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Opinion | Israelis and Americans Both Are Asking, Whose Country Is This Anyway?

Both societies have had an intense, roiling experience with a highly polarizing, but incredibly media savvy, populist leader ready to break all the rules and weaken the restraints of their judicial system, state bureaucracy and traditional media unlike any leader before them.

Indeed, Netanyahu and Donald Trump were each so polarizing that they both stimulated breakaway factions within their own parties: “Anyone but Bibi” and “Never Trump.” But because their enemies hate each other as much as they hate Bibi and Trump, their ability to create broad-based alternatives has been limited.

Finally, huge, long-developing demographic changes have reached a tipping point in both societies.

In America, it’s projected that the country will become “majority minority” around 2045, when whites will make up roughly 49.9 percent of the population. The new majority will be about 25 percent Hispanic, 13 percent Black, 8 percent Asian descent and some 4 percent multiracial.

This has intensified polarization, as the Trump G.O.P. has played on the fears of that tipping point and sought to constrict legal and illegal immigration and, more recently, voting rights to preserve the powers of the shrinking white majority. The left has gone to the other extreme, increasingly defining people by their race, religion, sexual orientation or power/powerlessness status, not by what we all have in common as Americans.

Israel’s most important demographic tipping point, though, is not the one you think — i.e., not just with the Arabs — it’s with its exploding ultra-Orthodox Jewish population, argues Dan Ben-David, a Tel Aviv University economist, who heads the Shoresh Institution for Socioeconomic Research.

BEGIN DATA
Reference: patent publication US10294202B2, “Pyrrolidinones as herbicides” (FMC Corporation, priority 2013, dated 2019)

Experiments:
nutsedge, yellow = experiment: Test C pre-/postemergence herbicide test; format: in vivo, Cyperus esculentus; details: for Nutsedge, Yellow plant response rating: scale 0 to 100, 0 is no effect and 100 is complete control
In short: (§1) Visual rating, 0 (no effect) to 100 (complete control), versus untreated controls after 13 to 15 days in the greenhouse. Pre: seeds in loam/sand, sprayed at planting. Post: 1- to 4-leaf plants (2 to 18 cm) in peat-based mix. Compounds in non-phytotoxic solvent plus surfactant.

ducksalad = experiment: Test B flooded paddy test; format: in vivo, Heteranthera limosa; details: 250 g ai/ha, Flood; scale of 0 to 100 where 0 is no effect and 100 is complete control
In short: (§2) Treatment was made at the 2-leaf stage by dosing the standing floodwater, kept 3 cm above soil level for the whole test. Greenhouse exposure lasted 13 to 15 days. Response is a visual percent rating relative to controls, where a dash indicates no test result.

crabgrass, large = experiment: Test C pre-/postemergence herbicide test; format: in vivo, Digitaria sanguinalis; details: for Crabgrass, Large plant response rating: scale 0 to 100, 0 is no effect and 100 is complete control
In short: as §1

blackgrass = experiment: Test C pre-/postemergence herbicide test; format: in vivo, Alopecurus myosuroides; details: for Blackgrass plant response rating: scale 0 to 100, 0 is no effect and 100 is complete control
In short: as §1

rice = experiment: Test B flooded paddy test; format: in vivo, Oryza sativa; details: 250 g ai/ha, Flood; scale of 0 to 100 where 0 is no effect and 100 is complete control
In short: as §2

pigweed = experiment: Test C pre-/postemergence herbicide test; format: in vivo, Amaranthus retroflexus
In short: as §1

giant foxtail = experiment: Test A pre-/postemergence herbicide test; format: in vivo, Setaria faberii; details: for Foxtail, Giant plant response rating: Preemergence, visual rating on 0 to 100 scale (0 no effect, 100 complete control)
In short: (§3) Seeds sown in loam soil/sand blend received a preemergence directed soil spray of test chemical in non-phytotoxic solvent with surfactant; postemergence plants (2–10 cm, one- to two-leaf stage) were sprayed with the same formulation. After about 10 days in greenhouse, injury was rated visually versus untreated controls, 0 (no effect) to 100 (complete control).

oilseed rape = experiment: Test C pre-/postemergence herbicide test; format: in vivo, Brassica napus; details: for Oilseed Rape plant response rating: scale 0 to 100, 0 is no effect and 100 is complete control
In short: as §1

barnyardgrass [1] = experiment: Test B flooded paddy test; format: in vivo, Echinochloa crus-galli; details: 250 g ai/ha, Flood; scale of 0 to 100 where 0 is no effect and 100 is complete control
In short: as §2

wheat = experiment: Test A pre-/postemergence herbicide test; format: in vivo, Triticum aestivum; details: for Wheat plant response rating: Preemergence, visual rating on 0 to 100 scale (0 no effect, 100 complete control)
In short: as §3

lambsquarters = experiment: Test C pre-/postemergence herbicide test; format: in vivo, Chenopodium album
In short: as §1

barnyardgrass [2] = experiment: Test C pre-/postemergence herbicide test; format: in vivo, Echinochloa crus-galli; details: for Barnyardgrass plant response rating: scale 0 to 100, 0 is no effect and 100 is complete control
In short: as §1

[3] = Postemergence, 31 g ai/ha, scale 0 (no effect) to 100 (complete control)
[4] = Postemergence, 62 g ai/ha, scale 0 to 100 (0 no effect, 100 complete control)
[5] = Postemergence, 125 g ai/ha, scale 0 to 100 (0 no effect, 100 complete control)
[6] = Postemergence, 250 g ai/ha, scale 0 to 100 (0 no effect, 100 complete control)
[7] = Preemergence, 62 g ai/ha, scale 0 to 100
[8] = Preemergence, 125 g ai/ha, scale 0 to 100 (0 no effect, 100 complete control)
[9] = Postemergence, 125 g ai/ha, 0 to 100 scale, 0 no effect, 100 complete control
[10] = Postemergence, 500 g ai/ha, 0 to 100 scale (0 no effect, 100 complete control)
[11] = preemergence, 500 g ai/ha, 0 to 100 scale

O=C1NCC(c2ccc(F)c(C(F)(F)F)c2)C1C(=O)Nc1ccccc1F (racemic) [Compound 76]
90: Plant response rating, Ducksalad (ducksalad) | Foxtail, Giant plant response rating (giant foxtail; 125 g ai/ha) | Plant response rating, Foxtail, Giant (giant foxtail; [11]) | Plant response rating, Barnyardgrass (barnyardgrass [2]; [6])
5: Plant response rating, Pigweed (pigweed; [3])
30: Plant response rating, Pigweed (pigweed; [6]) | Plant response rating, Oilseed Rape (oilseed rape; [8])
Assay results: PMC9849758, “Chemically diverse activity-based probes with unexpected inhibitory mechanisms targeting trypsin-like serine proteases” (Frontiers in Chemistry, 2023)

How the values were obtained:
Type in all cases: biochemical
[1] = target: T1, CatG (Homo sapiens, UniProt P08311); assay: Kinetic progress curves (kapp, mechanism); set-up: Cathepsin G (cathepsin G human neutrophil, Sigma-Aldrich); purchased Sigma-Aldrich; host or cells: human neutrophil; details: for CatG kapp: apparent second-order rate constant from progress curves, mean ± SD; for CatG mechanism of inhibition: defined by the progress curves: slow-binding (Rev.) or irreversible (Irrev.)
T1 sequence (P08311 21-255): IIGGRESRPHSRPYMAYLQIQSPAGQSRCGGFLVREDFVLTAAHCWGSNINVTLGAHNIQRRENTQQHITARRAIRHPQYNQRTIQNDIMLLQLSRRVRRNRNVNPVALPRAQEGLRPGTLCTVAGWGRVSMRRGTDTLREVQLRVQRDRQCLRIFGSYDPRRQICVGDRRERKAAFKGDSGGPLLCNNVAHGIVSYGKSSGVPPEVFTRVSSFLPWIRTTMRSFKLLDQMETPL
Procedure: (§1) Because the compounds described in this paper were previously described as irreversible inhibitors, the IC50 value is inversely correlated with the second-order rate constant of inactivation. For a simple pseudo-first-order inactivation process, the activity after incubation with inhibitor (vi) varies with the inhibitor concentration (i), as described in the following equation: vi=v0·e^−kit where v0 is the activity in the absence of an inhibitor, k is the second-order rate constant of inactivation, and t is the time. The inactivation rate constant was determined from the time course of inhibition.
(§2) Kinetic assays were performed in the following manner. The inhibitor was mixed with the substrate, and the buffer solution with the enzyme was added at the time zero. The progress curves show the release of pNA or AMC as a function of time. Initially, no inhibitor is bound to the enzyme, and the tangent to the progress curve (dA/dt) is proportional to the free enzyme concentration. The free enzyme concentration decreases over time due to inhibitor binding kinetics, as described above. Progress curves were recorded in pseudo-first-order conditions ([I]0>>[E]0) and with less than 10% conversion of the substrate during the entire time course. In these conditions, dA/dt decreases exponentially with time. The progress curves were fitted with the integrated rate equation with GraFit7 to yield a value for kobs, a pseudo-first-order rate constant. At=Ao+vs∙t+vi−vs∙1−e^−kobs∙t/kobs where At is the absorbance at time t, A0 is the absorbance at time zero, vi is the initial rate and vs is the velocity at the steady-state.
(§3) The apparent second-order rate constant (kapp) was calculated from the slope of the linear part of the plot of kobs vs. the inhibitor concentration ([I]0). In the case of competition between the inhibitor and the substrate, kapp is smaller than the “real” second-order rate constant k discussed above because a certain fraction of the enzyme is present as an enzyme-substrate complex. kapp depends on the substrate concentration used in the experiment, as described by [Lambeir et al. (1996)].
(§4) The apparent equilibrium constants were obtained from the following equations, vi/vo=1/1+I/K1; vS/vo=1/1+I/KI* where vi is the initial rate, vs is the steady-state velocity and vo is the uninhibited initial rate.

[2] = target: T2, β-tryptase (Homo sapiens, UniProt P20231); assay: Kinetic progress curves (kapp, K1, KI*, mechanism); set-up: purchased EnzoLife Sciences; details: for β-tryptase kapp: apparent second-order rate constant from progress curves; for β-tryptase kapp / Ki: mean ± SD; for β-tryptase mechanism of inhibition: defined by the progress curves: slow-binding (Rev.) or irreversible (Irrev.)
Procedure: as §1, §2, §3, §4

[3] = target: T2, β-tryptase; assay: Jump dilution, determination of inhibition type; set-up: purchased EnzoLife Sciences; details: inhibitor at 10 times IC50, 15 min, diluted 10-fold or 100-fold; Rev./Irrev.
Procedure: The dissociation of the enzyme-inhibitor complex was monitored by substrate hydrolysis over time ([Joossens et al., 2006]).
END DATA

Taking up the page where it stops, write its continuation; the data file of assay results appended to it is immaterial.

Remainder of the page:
“Despite currently being the home to some of the world’s best universities and a phenomenal high-tech sector,” explained Ben-David, Israel is a nation where about half of its children — primarily ultra-Orthodox (known in Hebrew as the Haredi Jews), Israeli Arab and non-Orthodox Jews living in the country’s peripheries — “are receiving a third-world education, and they belong to the fastest growing parts of the population.

Haredi families, he said, now average seven children, and in 50 percent of their households the men do not work, but instead engage in religious study thanks to government subsidies; do not serve in the army; and generally deprive their children of the core curriculum in math, science, computing and reading — “which is mandated by law in every developed country, other than Israel — that could give them economic independence as adults and likely loosen the grip of the religious establishment on them.”

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